IS THE CONFERENCE THE VOICE OF GOD?
Some Adventists believe the conference will always be the voice of God. In the early years Mrs. White described the opinions handed down by the conference in session as "the voice of God." If we look at later statements by her, we will find she changed her opinion over time as the conference changed and became less obedient to God. If the conference was a faithful organization, making Bible-based decisions, not popularity-based decisions, not following the world, we would be able to consider it to be the voice of God:
1899 "Let those in America who suppose the voice of the General Conference to be the voice of God, become one with God before they utter their opinions." Testimony to Elder S.N. Haskell 11-16-99
1899 "It has been some years since I have considered the General Conference as the voice of God." GCD 2-24-99
1901 "That these men should stand in a sacred place to be the voice of God to the people as we once believed the General Conference to be, that is past." GC Bulletin 1901, 25
1901 "It is working upon wrong principles that has brought the cause of God into its present embarrassment. The people have lost confidence in those who have the management of the work. Yet we hear that the voice of the Conference is the Voice of God. Every time I have heard this, I have thought that it was almost blasphemy....We have reached the time when the work cannot advance while wrong principles are cherished." Man. 37, 1901
1901 "Year after year the same acknowledgment was made, but the principles which exalt a people were not woven into the work. God gave them clear light as to what they should do, but they departed from that light and it is a marvel to me that we stand in as much prosperity as we do today." GC Bulletin, 1901, 23
1909 "Every individual soul has a responsibility before God, and he is not to be arbitrarily instructed by men as to what he shall do, and what he shall say, and where he shall go. We are not to put confidence in the counsel of men and assent to all they say unless we have evidence that they are under the influence of the Spirit of God." RH 7-1-09. End note by Ron.
“The 1931 Statement of Beliefs read as follows: “That the Godhead, or Trinity, consists of the Eternal Father, a personal, spiritual Being, omnipotent, omnipresent, omniscient, infinite in wisdom and love; the Lord Jesus Christ, the Son of the Eternal Father, through whom all things were created and through whom the salvation of the redeemed hosts will be accomplished; the Holy Spirit, the third person of the Godhead, the great regenerating power in the work of redemption. Matt. 28:19.” (Fundamental Beliefs of Seventh-day Adventists, “Seventh-day Adventist Year Book, [Washington, DC: Review and Herald, 1931], 377).
Holt comments on this change in our fundamental beliefs by noting: “A comparison of statements of faith issued at various times by the denomination shows a marked change in the opinion of the church concerning the trinity . . . .” He observes that: “. . . Separate statements appeared in 1874, 1889, 1894 and 1931. The first three of these are, for all practical purposes, identical in the articles dealing with the deity. A comparison of the statements of 1894 and 1931 shows the change.”
Please note that there was no change in the Statement of Beliefs in regard to the “Trinitarian” viewpoint while Ellen White was alive.
J.S. Washburn (1863-1955; a retired Adventist minister and contemporary of Ellen White—He was converted by JH.N. Andrews at 11, baptized by James White at 12 and began preaching Adventism at 21), opposed this change in the strongest possible terms writing: “The doctrine of the trinity is a cruel, heathen monstrosity, removing Jesus from His true position of Divine Saviour and mediator. . . . This monstrous doctrine transplanted from heathenism into the Roman, papal church is seeking to intrude its evil presence into the teachings of the Third Angel’s Message.”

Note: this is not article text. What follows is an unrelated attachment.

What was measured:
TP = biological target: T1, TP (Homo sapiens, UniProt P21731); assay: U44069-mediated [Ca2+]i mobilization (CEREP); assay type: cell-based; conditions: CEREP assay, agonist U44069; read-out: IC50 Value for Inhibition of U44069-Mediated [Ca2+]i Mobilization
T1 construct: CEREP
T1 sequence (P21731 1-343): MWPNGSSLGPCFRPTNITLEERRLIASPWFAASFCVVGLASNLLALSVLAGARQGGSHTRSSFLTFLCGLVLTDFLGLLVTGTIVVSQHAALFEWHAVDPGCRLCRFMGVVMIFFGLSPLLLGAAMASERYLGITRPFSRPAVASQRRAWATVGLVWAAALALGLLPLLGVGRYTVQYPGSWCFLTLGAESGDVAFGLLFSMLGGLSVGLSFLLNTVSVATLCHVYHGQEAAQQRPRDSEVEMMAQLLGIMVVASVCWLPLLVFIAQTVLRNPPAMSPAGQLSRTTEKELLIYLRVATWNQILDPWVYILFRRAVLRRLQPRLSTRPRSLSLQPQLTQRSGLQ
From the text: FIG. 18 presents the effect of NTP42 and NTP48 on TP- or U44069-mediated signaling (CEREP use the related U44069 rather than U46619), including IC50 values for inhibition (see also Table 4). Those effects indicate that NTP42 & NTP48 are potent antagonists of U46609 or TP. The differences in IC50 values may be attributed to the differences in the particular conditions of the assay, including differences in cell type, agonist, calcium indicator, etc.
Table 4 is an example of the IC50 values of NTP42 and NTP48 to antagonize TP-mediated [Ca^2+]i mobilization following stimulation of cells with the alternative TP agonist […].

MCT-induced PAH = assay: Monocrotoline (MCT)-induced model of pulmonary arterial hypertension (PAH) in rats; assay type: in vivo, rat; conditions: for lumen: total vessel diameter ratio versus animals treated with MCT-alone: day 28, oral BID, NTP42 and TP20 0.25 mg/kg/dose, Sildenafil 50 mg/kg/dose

Washburn goes on to say: “If we should go back to the immortality of the soul, purgatory, eternal torment and the Sunday Sabbath, would that be anything less than apostasy? If however we leap over all these minor, secondary doctrines and accept and teach the very central, root doctrine of Romanism, the trinity, and teach that the Son of God did not die, even though our words seemed to be spiritual, is this anything else and anything less than apostasy and the very omega of apostasy?” (See Judson Washburn, “The Trinity,” 1929. Emphasis mine).
Benjamin Wilkinson, the man who wrote the book entitled “Truth Triumphant,” wrote a letter to Dr. T.S. Teters in 1936, saying: “Replying to your letter of October 13 regarding the doctrine of the Trinity, I will say that Seventh Day Adventists do not, and never have accepted the dark, mysterious, Catholic doctrine of the Trinity.”
In 1941, the Baptismal Vow was revised to include the Trinitarian statement (Mr. Froom was involved in this action as well). So that, NOW, in order to become a Seventh-day Adventist, you have to agree to belief in the trinity.
In a letter written to Roy Allan Anderson, J.L. Schuler, Denton Reebok, A.W. Peterson, W.G. Turner and J.E. Weaver; November 22, 1966; LeRoy Froom says: “I am writing to you brethren as a group for you are the only living members of the original committee of 13, appointed in 1931 to frame a uniform baptismal covenant. Elder Branson was the chairman and I was Secretary. The task of this committee was to formulate a uniform baptismal covenant and vow based on the 1931 Fundamental Beliefs statement in the yearbook and Manual. . . to point up a bit more sharply, the first, second and third persons of the Godhead.” (Emphasis mine).
In 1945, all the standard Adventist books were edited, and all the anti-trinitarian statements taken from them. In his book Movement of Destiny, LeRoy Froom states: “The next logical and inevitable step in the implementing of our unified fundamental beliefs involved revision of certain standard works, so as to eliminate statements that taught, and thus perpetuated erroneous views on the Godhead. Such sentiments were now sharply at variance with the accepted fundamental beliefs set forth in the Church Manual.” (Movement of Destiny, page 422 Emphasis mine).